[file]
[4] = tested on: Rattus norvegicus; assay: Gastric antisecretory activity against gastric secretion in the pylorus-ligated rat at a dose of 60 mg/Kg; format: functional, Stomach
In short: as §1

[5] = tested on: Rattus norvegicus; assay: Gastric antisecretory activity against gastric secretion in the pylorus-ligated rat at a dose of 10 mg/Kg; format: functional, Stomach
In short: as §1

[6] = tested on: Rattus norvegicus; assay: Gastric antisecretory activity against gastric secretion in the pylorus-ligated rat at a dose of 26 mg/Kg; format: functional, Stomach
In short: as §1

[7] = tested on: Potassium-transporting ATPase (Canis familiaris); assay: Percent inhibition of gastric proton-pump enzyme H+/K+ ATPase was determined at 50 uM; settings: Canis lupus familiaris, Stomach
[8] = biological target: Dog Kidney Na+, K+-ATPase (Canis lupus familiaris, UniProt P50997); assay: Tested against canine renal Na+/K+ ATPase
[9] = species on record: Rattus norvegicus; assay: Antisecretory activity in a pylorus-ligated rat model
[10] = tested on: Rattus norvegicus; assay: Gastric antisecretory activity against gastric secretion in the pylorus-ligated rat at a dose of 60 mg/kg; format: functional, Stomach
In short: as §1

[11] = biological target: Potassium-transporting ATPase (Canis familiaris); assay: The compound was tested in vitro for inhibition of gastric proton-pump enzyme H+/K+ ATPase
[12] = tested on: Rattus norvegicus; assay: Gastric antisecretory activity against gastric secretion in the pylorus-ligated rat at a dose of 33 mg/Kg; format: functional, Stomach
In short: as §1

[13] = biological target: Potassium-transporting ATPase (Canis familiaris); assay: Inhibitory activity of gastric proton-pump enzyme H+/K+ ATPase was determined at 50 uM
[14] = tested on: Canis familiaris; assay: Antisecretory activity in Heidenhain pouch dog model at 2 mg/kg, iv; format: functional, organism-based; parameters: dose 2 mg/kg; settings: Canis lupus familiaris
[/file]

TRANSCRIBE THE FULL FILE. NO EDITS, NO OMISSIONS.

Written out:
[4] = tested on: Rattus norvegicus; assay: Gastric antisecretory activity against gastric secretion in the pylorus-ligated rat at a dose of 60 mg/Kg; format: functional, Stomach
In short: as §1

[5] = tested on: Rattus norvegicus; assay: Gastric antisecretory activity against gastric secretion in the pylorus-ligated rat at a dose of 10 mg/Kg; format: functional, Stomach
In short: as §1

[6] = tested on: Rattus norvegicus; assay: Gastric antisecretory activity against gastric secretion in the pylorus-ligated rat at a dose of 26 mg/Kg; format: functional, Stomach
In short: as §1

[7] = tested on: Potassium-transporting ATPase (Canis familiaris); assay: Percent inhibition of gastric proton-pump enzyme H+/K+ ATPase was determined at 50 uM; settings: Canis lupus familiaris, Stomach
[8] = biological target: Dog Kidney Na+, K+-ATPase (Canis lupus familiaris, UniProt P50997); assay: Tested against canine renal Na+/K+ ATPase
[9] = species on record: Rattus norvegicus; assay: Antisecretory activity in a pylorus-ligated rat model
[10] = tested on: Rattus norvegicus; assay: Gastric antisecretory activity against gastric secretion in the pylorus-ligated rat at a dose of 60 mg/kg; format: functional, Stomach
In short: as §1

[11] = biological target: Potassium-transporting ATPase (Canis familiaris); assay: The compound was tested in vitro for inhibition of gastric proton-pump enzyme H+/K+ ATPase
[12] = tested on: Rattus norvegicus; assay: Gastric antisecretory activity against gastric secretion in the pylorus-ligated rat at a dose of 33 mg/Kg; format: functional, Stomach
In short: as §1

[13] = biological target: Potassium-transporting ATPase (Canis familiaris); assay: Inhibitory activity of gastric proton-pump enzyme H+/K+ ATPase was determined at 50 uM
[14] = tested on: Canis familiaris; assay: Antisecretory activity in Heidenhain pouch dog model at 2 mg/kg, iv; format: functional, organism-based; parameters: dose 2 mg/kg; settings: Canis lupus familiaris